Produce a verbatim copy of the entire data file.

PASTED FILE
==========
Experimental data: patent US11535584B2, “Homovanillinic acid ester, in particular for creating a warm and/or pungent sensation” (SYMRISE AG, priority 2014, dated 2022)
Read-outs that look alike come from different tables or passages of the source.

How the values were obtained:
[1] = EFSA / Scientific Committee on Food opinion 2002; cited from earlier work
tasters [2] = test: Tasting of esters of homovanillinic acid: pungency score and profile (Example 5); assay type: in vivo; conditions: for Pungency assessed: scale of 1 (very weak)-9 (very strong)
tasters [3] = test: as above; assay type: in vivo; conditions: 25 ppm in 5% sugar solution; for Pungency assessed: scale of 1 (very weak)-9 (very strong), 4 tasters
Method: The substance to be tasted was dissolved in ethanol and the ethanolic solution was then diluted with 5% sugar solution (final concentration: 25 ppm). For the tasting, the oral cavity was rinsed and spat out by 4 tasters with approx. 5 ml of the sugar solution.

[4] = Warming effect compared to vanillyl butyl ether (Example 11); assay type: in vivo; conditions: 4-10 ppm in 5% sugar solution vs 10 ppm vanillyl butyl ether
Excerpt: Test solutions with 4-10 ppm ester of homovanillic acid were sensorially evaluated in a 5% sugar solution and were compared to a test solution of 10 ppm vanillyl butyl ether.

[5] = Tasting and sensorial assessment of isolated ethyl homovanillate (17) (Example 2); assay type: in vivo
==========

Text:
Experimental data: patent US11535584B2, “Homovanillinic acid ester, in particular for creating a warm and/or pungent sensation” (SYMRISE AG, priority 2014, dated 2022)
Read-outs that look alike come from different tables or passages of the source.

How the values were obtained:
[1] = EFSA / Scientific Committee on Food opinion 2002; cited from earlier work
tasters [2] = test: Tasting of esters of homovanillinic acid: pungency score and profile (Example 5); assay type: in vivo; conditions: for Pungency assessed: scale of 1 (very weak)-9 (very strong)
tasters [3] = test: as above; assay type: in vivo; conditions: 25 ppm in 5% sugar solution; for Pungency assessed: scale of 1 (very weak)-9 (very strong), 4 tasters
Method: The substance to be tasted was dissolved in ethanol and the ethanolic solution was then diluted with 5% sugar solution (final concentration: 25 ppm). For the tasting, the oral cavity was rinsed and spat out by 4 tasters with approx. 5 ml of the sugar solution.

[4] = Warming effect compared to vanillyl butyl ether (Example 11); assay type: in vivo; conditions: 4-10 ppm in 5% sugar solution vs 10 ppm vanillyl butyl ether
Excerpt: Test solutions with 4-10 ppm ester of homovanillic acid were sensorially evaluated in a 5% sugar solution and were compared to a test solution of 10 ppm vanillyl butyl ether.

[5] = Tasting and sensorial assessment of isolated ethyl homovanillate (17) (Example 2); assay type: in vivo